Mizzou’s Tony Criswell grows into key role for Tigers
12/28/2013 4:32 PM
05/16/2014 11:08 AM
Senior forward Tony Criswell was suspended for violating team rules and missed Missouri’s first two games of the season.
Truth be told, he was suspended for failing to live up to a pact Tigers coach Frank Haith made with his mother, Bridgette, when he arrived in Columbia, Mo.
“He and my mom had an agreement that he would help me get my degree while I’m here, and he’s stuck to his word,” Criswell said. “When I got off track a little bit, he showed me life without basketball to wake me up a little.”
No. 25 Missouri, 10-1, which plays its first true road game at 7 p.m. Saturday at North Carolina State, didn’t need Criswell to beat Southeastern Louisiana or Southern Illinois, but he found out how much he needed basketball.
“You’re never happy to have to sit out a competition, but I know what coach Haith’s main goal is and I respected everything he was putting me through,” Criswell said. “I feel like it made me a better player and person as well. I thank him for it, but it’s in the past now and we’re moving forward.”
Criswell has settled into a key role for the guard-heavy Tigers. He brings scoring punch and toughness to a front court in desperate need of both.
Freshman Johnathan Williams III has shown flashes of brilliance, but, like most incoming freshmen, he’s also been inconsistent.
Sophomore Ryan Rosburg continues to grow into a starting role, but he remains raw as well.
That leaves Criswell — a native of Spencer, Okla., who is set to graduate in May with a degree in sports venue management — as the only seasoned frontcourt player for Missouri.
Among the Tigers’ current cast of frontcourt players, which also includes junior transfers Keanau Post and Danny Feldman in addition to Williams and Rosburg, Criswell owned 83 percent of the career points scored and 81 percent of the career rebounds entering the season.
“He had the most experience of our frontcourt coming back,” Rosburg said. “He’s been around the game and been different places. He knows the competition.”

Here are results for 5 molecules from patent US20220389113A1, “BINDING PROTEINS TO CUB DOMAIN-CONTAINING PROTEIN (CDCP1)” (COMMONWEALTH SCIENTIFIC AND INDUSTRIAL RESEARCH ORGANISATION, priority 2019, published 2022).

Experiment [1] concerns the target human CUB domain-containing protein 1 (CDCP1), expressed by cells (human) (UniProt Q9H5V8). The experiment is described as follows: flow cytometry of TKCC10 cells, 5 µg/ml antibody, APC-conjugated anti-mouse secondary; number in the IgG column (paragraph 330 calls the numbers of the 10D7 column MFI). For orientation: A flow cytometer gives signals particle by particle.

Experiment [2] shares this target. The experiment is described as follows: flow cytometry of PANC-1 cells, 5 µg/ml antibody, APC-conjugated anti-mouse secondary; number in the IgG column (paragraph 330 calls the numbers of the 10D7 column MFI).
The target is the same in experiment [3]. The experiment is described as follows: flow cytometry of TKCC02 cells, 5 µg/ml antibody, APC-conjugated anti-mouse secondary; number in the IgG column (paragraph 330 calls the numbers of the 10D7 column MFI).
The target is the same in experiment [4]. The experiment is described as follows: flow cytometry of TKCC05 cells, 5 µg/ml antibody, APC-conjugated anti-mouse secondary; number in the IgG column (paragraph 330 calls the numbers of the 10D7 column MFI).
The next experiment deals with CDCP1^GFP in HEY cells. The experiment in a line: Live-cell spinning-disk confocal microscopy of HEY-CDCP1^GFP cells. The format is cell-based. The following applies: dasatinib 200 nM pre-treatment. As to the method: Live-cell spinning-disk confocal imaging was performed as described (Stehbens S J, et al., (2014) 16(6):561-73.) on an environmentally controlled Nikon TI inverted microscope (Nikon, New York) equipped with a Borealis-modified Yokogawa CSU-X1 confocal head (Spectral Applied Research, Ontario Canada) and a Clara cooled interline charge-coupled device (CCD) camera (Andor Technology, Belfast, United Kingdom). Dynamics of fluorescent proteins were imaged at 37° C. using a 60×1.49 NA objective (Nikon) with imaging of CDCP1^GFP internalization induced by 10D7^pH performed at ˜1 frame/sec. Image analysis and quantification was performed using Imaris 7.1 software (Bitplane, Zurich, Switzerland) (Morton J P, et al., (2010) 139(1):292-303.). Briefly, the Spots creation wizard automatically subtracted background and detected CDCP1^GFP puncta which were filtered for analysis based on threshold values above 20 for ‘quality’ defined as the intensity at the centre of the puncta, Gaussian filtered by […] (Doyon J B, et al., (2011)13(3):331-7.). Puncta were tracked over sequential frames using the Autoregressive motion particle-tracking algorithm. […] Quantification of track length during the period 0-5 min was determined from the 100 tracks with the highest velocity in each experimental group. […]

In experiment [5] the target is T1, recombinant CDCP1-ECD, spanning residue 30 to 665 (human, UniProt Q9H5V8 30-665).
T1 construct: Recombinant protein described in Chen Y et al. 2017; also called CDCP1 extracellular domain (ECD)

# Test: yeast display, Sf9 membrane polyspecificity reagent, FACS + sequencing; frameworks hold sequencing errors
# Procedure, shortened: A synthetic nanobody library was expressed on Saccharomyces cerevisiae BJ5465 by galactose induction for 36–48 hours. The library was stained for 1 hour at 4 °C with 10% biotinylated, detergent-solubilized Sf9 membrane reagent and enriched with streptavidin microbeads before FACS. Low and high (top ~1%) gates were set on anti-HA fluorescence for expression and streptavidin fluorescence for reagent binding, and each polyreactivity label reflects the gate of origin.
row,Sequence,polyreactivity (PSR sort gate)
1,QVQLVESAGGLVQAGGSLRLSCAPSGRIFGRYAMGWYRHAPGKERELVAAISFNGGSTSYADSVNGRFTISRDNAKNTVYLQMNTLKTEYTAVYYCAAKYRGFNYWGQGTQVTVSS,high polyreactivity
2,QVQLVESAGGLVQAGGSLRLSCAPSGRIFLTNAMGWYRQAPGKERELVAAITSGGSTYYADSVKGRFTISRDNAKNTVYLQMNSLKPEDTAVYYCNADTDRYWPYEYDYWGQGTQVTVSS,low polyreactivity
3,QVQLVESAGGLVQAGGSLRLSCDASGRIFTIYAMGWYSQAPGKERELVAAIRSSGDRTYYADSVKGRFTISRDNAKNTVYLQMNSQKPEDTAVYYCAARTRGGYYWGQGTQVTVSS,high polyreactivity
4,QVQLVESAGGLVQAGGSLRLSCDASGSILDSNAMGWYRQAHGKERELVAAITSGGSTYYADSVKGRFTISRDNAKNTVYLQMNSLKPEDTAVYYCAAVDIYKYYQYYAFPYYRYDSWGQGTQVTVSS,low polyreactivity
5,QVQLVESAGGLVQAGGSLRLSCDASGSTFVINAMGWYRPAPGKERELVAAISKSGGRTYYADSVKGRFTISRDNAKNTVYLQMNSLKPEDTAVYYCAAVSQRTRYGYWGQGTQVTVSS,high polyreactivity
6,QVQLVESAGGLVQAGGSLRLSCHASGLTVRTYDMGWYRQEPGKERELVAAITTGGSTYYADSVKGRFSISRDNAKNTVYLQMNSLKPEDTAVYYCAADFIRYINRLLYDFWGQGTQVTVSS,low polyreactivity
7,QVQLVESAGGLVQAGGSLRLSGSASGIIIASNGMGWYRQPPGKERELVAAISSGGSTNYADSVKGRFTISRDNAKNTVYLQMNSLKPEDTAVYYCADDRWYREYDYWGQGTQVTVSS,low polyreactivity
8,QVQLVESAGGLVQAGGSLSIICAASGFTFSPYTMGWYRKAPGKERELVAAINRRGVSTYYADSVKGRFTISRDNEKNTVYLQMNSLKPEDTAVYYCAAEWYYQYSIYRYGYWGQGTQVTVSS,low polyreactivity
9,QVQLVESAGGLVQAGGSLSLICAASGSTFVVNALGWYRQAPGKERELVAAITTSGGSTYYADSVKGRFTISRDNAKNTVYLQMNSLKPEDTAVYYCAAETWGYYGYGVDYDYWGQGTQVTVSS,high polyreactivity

More importantly, Criswell — a 6-foot-9, 240-pound power forward who played at UAB and Independence (Kan.) Community College before arriving at Missouri — brings a tenacious attitude to the floor.
“He’s got toughness and he rebounds and plays with a certain energy,” Haith said. “That helps us and we are different team when Tony plays that way.”
It makes Criswell’s leadership and his example even more important than mere stats.
“We need him to be a junkyard dog — rebound, get his hands on balls and finish,” Rosburg said. “That what he does for us. Tony’s a relentless guy and he’s not afraid of anyone. He sets the tone for us in terms of playing hard.”
Every basketball player wants to start, and Criswell is no exception, but he’s accepted his role as a sixth man. He and freshman guard Wes Clark are the only reserves seeing significant minutes off the bench at the moment.
“You have to be more mature about the situation and see the bigger picture,” Criswell said. “It’s like coach Haith always says, ‘It’s not about who starts, it’s who finishes the game.’ Today, that’s how the game is played, the sixth man is as important as any of the starters.
“You watch the NBA, players like Jamal Crawford and (Manu) Ginobili, they play a big part for their team even though they come off the bench. I feel like I play a big part on this team.”